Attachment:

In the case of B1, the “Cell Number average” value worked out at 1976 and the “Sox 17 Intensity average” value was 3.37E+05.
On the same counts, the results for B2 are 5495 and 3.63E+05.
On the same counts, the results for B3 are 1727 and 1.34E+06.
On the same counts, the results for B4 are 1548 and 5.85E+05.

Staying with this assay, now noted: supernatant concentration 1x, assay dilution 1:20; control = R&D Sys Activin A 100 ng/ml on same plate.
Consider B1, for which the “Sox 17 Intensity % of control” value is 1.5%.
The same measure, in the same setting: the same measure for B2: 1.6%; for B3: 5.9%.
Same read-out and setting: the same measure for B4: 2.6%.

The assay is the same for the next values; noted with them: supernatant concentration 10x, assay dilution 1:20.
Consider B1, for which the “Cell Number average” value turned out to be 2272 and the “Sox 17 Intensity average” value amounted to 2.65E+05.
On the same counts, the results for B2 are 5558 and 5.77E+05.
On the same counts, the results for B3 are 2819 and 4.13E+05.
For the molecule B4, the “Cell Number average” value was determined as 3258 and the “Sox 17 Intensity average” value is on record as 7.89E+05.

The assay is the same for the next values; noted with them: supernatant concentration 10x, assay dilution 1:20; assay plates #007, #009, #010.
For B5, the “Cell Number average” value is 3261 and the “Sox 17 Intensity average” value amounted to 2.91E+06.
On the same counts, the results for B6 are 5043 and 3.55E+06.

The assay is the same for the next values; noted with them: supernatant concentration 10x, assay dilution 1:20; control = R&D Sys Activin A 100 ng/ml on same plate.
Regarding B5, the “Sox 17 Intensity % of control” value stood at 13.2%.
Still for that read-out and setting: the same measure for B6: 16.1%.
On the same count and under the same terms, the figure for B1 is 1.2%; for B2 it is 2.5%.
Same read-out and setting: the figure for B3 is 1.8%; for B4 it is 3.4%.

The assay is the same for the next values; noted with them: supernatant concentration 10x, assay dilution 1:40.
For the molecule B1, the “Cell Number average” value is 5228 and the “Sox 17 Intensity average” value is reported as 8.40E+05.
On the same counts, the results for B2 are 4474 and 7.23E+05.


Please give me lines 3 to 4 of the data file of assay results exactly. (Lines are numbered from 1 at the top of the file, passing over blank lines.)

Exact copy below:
On the same counts, the results for B3 are 1727 and 1.34E+06.
On the same counts, the results for B4 are 1548 and 5.85E+05.